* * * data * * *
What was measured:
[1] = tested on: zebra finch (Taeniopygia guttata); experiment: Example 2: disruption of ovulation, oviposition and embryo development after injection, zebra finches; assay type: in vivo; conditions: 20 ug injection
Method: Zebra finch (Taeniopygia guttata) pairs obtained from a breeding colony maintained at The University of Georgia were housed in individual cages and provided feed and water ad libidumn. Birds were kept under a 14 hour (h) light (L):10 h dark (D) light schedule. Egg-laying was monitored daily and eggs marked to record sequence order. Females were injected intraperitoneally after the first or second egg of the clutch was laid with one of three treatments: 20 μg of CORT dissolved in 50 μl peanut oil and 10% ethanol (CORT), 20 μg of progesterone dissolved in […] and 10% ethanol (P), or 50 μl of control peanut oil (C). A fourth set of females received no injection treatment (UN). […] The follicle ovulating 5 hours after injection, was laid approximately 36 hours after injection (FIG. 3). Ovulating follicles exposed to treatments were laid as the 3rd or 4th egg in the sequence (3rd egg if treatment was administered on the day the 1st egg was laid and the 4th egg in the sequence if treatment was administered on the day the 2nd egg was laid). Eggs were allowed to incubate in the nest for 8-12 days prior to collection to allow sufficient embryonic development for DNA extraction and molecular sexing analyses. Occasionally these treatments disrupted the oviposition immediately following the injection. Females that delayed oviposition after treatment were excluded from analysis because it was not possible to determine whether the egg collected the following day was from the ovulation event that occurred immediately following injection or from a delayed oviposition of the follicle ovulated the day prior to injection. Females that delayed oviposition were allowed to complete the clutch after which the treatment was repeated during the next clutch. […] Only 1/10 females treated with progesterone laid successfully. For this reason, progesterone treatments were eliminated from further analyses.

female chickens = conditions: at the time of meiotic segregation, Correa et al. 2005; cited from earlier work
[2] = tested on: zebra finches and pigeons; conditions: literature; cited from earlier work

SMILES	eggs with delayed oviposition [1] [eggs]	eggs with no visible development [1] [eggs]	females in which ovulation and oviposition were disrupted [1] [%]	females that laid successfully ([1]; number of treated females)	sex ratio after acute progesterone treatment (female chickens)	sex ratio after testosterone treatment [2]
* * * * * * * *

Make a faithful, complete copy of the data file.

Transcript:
What was measured:
[1] = tested on: zebra finch (Taeniopygia guttata); experiment: Example 2: disruption of ovulation, oviposition and embryo development after injection, zebra finches; assay type: in vivo; conditions: 20 ug injection
Method: Zebra finch (Taeniopygia guttata) pairs obtained from a breeding colony maintained at The University of Georgia were housed in individual cages and provided feed and water ad libidumn. Birds were kept under a 14 hour (h) light (L):10 h dark (D) light schedule. Egg-laying was monitored daily and eggs marked to record sequence order. Females were injected intraperitoneally after the first or second egg of the clutch was laid with one of three treatments: 20 μg of CORT dissolved in 50 μl peanut oil and 10% ethanol (CORT), 20 μg of progesterone dissolved in […] and 10% ethanol (P), or 50 μl of control peanut oil (C). A fourth set of females received no injection treatment (UN). […] The follicle ovulating 5 hours after injection, was laid approximately 36 hours after injection (FIG. 3). Ovulating follicles exposed to treatments were laid as the 3rd or 4th egg in the sequence (3rd egg if treatment was administered on the day the 1st egg was laid and the 4th egg in the sequence if treatment was administered on the day the 2nd egg was laid). Eggs were allowed to incubate in the nest for 8-12 days prior to collection to allow sufficient embryonic development for DNA extraction and molecular sexing analyses. Occasionally these treatments disrupted the oviposition immediately following the injection. Females that delayed oviposition after treatment were excluded from analysis because it was not possible to determine whether the egg collected the following day was from the ovulation event that occurred immediately following injection or from a delayed oviposition of the follicle ovulated the day prior to injection. Females that delayed oviposition were allowed to complete the clutch after which the treatment was repeated during the next clutch. […] Only 1/10 females treated with progesterone laid successfully. For this reason, progesterone treatments were eliminated from further analyses.

female chickens = conditions: at the time of meiotic segregation, Correa et al. 2005; cited from earlier work
[2] = tested on: zebra finches and pigeons; conditions: literature; cited from earlier work

SMILES	eggs with delayed oviposition [1] [eggs]	eggs with no visible development [1] [eggs]	females in which ovulation and oviposition were disrupted [1] [%]	females that laid successfully ([1]; number of treated females)	sex ratio after acute progesterone treatment (female chickens)	sex ratio after testosterone treatment [2]